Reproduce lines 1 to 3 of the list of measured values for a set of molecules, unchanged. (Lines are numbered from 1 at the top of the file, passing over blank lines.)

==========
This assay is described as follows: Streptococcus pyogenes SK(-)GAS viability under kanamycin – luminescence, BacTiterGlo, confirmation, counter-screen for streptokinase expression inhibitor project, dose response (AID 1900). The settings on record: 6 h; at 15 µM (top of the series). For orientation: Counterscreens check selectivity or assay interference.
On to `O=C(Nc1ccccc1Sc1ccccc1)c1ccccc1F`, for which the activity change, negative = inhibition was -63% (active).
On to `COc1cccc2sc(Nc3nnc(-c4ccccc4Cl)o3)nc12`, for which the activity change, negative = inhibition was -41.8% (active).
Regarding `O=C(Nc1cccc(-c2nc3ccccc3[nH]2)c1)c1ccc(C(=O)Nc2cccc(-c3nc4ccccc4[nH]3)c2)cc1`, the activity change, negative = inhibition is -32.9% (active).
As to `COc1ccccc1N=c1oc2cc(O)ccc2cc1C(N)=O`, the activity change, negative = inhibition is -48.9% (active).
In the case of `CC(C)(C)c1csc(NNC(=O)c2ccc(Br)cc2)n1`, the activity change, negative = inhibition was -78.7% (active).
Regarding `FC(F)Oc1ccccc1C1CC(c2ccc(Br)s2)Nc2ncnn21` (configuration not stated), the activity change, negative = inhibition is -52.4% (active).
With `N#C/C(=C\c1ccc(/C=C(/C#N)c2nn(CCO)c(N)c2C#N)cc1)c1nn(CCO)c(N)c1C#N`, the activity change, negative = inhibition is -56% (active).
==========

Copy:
This assay is described as follows: Streptococcus pyogenes SK(-)GAS viability under kanamycin – luminescence, BacTiterGlo, confirmation, counter-screen for streptokinase expression inhibitor project, dose response (AID 1900). The settings on record: 6 h; at 15 µM (top of the series). For orientation: Counterscreens check selectivity or assay interference.
On to `O=C(Nc1ccccc1Sc1ccccc1)c1ccccc1F`, for which the activity change, negative = inhibition was -63% (active).
On to `COc1cccc2sc(Nc3nnc(-c4ccccc4Cl)o3)nc12`, for which the activity change, negative = inhibition was -41.8% (active).